Fishing and hunting are traditional forms of outdoor recreation for many Alaskans and avenues to healthy, organic, wild foods. That’s why we’re inviting you to take part in the application period now open for Alaska’s 2019-2020 big game drawing hunts.
The draw permit hunt application period occurs only once per year. The application period is open now and this is your opportunity to apply online for hunts you hope to win for the coming season. The six-week period extends from November 1 to December 17, at 5 p.m. Alaska time. Applications must be submitted online.
Draw hunt options are featured in the 2019-2020 Alaska Drawing Permit Hunt Supplement, available now at Alaska Department of Fish and Game offices, most license vendors, or online on the Drawing Hunt Supplements page.
Once you’ve reviewed the drawing permit hunt supplement, have your credit card available and apply for the draw at the ADF&G online store.
Be sure to apply early! Waiting until the last few days may lead to delays due to increased website traffic. Drawing results will be posted on the department website on Friday, February 15, 2019. Individual results will also be emailed directly to all applicants.
For more information about this year’s drawing hunts and application process, visit the Drawing Hunt Permits Information page.
We wish you the best of luck in the draw and in all your Alaska fishing and hunting ventures.
Division of Wildlife Conservation
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Coats 6401 Truck Tire Wheel Balancer
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- Looking for fellow service men ~ Lester Warner was stationed at Ft. Greely 1955-56 with the Army Quarter Masters. If anyone knows of anyone that served at this time, please contact Delta News Web
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Thank You, Continued Commitment to Working for House District 9
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Watching the aurora next to Devils Thumb on a mountain ridge south of Black Rapids.
Photo Courtesy Steven Miley Photography
Ellen Bass, age 79 of Delta Junction, beloved wife, mother, grandmother, and great grandmother passed peacefully with her loving husband by her side on November 9, 2018.
Ellen was born on September 11, 1939 Kunzelzau, Germany and has lived in Alaska for 35 years. Ellen was married to Thomas Bass in 1972 in Ludwigsburg, Germany. They lived in several places around the World before making Alaska their home, including; Stuttgart, Germany, Leavenworth, Kansas, and Prentiss, Mississippi.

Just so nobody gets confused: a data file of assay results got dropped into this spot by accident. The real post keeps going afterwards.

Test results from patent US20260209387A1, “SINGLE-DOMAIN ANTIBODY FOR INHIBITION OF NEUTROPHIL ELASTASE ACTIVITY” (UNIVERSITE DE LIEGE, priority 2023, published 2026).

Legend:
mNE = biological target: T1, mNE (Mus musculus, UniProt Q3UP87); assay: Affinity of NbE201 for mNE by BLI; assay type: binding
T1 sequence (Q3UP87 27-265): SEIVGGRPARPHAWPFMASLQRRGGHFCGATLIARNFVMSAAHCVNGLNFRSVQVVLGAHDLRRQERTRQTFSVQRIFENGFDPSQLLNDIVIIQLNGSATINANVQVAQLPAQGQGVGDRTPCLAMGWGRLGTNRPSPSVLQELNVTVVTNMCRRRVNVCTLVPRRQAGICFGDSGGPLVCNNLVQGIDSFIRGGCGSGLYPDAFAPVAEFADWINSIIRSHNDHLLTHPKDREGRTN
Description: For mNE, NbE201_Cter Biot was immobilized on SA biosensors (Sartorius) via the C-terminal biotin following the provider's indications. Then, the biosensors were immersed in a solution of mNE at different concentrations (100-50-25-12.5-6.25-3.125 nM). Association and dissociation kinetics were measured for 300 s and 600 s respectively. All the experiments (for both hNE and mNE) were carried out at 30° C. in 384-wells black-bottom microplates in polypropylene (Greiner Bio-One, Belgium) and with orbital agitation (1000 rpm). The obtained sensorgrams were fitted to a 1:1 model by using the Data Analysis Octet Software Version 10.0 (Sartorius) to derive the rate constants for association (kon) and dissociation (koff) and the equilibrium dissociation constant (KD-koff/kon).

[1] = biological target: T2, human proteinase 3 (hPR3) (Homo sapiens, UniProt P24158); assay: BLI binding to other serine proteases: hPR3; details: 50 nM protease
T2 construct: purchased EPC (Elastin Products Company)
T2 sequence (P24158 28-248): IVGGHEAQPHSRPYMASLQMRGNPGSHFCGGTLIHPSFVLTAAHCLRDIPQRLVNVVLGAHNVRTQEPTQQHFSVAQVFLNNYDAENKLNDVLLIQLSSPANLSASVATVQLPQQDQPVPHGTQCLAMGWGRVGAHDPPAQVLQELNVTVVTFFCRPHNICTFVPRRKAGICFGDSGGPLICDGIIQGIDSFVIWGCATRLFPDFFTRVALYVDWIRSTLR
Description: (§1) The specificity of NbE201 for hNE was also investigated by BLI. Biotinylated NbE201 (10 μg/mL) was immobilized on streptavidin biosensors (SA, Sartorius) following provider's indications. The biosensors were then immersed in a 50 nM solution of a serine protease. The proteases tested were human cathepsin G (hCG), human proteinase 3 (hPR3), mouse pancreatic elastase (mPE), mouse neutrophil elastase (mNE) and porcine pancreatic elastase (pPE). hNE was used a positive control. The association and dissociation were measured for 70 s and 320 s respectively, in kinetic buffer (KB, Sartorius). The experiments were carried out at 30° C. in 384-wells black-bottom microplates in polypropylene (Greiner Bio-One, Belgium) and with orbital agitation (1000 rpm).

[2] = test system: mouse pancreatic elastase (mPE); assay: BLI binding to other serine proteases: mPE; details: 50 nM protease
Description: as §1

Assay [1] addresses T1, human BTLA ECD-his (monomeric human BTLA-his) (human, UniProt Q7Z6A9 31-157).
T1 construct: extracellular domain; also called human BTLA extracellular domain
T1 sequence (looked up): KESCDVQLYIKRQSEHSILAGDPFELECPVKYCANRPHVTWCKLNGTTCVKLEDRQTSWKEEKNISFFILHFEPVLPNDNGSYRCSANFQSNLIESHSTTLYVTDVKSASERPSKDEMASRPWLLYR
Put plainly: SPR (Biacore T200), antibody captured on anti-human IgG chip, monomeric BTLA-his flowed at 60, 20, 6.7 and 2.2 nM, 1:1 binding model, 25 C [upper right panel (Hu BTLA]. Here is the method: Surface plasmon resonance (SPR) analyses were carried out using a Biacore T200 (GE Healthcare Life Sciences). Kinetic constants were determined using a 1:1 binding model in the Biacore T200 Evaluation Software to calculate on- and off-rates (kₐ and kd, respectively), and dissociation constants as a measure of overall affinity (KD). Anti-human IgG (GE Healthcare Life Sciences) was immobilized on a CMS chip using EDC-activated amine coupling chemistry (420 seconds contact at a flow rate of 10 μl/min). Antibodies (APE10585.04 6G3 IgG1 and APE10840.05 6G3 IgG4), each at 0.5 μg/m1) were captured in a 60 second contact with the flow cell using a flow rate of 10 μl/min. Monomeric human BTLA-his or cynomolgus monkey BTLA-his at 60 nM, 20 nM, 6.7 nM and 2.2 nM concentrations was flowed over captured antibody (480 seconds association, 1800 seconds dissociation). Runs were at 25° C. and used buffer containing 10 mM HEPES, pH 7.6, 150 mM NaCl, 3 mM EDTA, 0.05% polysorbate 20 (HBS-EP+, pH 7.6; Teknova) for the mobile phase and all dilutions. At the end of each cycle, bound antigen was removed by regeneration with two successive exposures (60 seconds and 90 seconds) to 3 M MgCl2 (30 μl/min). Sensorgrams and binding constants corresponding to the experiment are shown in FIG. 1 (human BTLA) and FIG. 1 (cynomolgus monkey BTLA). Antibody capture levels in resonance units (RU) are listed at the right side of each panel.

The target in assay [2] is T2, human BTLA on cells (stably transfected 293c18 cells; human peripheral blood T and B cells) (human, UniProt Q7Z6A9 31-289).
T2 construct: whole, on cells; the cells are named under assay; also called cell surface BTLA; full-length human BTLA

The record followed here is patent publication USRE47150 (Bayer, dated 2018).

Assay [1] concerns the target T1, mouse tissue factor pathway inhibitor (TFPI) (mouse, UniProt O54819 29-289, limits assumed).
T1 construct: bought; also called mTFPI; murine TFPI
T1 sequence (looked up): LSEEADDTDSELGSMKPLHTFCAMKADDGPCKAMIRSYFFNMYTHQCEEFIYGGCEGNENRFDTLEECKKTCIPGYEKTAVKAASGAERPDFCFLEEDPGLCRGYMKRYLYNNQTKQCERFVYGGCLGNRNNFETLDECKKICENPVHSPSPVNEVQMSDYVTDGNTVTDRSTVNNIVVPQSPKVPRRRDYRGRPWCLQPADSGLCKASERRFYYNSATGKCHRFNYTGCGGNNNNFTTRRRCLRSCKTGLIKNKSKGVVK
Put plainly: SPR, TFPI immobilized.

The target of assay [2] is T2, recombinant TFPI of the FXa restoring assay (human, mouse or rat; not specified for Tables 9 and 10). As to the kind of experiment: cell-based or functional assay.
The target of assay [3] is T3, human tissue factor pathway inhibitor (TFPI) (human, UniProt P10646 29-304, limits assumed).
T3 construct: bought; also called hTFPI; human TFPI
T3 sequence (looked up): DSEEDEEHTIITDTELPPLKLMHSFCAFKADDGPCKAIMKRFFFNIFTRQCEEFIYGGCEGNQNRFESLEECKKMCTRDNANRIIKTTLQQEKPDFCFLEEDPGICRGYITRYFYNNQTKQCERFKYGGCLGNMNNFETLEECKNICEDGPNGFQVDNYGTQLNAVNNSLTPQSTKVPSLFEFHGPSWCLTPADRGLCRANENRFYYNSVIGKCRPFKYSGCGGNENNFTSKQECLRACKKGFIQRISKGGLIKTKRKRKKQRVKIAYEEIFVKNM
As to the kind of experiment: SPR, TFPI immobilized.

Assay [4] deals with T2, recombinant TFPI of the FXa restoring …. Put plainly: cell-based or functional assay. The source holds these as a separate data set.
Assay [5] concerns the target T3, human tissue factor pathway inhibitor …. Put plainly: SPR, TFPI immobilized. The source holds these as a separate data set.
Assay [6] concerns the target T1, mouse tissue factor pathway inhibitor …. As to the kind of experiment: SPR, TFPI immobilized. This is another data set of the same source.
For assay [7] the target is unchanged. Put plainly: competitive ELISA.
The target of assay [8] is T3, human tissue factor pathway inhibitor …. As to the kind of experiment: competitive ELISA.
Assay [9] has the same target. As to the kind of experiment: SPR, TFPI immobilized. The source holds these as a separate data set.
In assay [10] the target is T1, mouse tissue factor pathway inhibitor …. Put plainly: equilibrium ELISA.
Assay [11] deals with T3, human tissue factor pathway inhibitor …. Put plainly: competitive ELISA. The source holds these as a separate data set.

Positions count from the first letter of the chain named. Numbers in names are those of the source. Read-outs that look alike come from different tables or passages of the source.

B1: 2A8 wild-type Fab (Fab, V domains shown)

Her family said, “Ellen loved spending time with her family and she was an avid outdoors woman who loved to camp and fish. She loved to collect nature’s bounty and brought these into the family recipes proclaiming you could eat most every mushroom once. Fishing especially catching the big fish was her passion and she had no issue letting you know who had caught the biggest fish of the day, especially if she had. Another pastime of Ellen’s was watching WWE, which she cheered and jeered with gusto. She will be missed terribly and were blessed to have her in our lives.”
Ellen is survived by her Husband, Thomas Bass of Delta Junction, Sons; Joachim Clauss – Stuttgart, Germany, Robert J. Bass (Alma J. Bass) of Elma, WA, Eugene A. Bass of Delta Junction, William D. Bass (Joni Bass) of Montgomery, MN, John M. Bass (Jennifer Bass) of North Pole, Grand Children; Alex Bass, Meghan Bass, Kamron Bass, Starla Bass, Jaydon Bass, Starlet Bass, Donavin Bass, Zachary L. Bass, Kayley M. Bass, and Marisa N. Bass and Great Grand Child, Jackson L. Bass. She was preceded in death by her Father, Alfred Clauss, Mother, Maria Clauss, and Brothers Udo Clauss and Alfred Clauss.
Funeral services will be held on Thursday, November 15, 2018 at 9:30 a.m. at Blanchard Family Funeral Home, 611 Noble Street in Fairbanks with a visitation starting at 9:00 a.m. Burial will follow in Delta Junction at Rest Haven Cemetery on Jack Warren Road.
By Glenn Mollette
This Thanksgiving I am thankful to not have cancer. I hope.
Six months ago my family doctor sent me for a CT scan because I went in to be checked out for something that felt weird which ended up being nothing. However the CT scan did reveal some nodules in my thyroid. A local Endocrinologist did a fine needle biopsy and said one of the nodules was thirty percent suspicious of malignancy. I went to another doctor out of town who did the same test that came back inconclusive and then another test which revealed the same nodule was about forty percent suspicious of malignancy. I asked the question “What should I do,” and his response was we need to remove the entire thyroid within two months.